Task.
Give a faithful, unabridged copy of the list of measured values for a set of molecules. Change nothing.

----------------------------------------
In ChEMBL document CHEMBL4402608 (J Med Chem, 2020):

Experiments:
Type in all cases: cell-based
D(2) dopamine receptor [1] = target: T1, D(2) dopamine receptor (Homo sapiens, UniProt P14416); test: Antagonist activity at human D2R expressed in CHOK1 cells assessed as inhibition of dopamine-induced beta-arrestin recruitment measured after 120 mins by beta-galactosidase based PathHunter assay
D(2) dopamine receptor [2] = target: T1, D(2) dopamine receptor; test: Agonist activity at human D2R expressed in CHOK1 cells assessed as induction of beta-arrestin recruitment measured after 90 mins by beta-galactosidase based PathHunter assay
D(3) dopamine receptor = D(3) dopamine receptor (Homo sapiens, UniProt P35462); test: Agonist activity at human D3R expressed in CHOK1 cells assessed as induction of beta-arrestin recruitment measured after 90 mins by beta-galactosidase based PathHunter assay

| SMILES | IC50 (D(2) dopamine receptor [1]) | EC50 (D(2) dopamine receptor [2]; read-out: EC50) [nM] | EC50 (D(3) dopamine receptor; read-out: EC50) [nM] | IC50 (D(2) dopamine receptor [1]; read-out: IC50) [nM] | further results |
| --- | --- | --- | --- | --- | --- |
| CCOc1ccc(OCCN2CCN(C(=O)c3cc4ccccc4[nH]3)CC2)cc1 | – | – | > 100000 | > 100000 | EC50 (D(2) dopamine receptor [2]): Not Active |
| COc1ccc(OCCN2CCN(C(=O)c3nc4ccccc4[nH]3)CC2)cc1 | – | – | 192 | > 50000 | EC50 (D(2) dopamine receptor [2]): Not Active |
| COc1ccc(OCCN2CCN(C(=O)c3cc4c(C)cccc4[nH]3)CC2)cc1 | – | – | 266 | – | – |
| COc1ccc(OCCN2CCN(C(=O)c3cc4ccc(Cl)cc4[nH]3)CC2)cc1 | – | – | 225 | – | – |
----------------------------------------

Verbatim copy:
In ChEMBL document CHEMBL4402608 (J Med Chem, 2020):

Experiments:
Type in all cases: cell-based
D(2) dopamine receptor [1] = target: T1, D(2) dopamine receptor (Homo sapiens, UniProt P14416); test: Antagonist activity at human D2R expressed in CHOK1 cells assessed as inhibition of dopamine-induced beta-arrestin recruitment measured after 120 mins by beta-galactosidase based PathHunter assay
D(2) dopamine receptor [2] = target: T1, D(2) dopamine receptor; test: Agonist activity at human D2R expressed in CHOK1 cells assessed as induction of beta-arrestin recruitment measured after 90 mins by beta-galactosidase based PathHunter assay
D(3) dopamine receptor = D(3) dopamine receptor (Homo sapiens, UniProt P35462); test: Agonist activity at human D3R expressed in CHOK1 cells assessed as induction of beta-arrestin recruitment measured after 90 mins by beta-galactosidase based PathHunter assay

| SMILES | IC50 (D(2) dopamine receptor [1]) | EC50 (D(2) dopamine receptor [2]; read-out: EC50) [nM] | EC50 (D(3) dopamine receptor; read-out: EC50) [nM] | IC50 (D(2) dopamine receptor [1]; read-out: IC50) [nM] | further results |
| --- | --- | --- | --- | --- | --- |
| CCOc1ccc(OCCN2CCN(C(=O)c3cc4ccccc4[nH]3)CC2)cc1 | – | – | > 100000 | > 100000 | EC50 (D(2) dopamine receptor [2]): Not Active |
| COc1ccc(OCCN2CCN(C(=O)c3nc4ccccc4[nH]3)CC2)cc1 | – | – | 192 | > 50000 | EC50 (D(2) dopamine receptor [2]): Not Active |
| COc1ccc(OCCN2CCN(C(=O)c3cc4c(C)cccc4[nH]3)CC2)cc1 | – | – | 266 | – | – |
| COc1ccc(OCCN2CCN(C(=O)c3cc4ccc(Cl)cc4[nH]3)CC2)cc1 | – | – | 225 | – | – |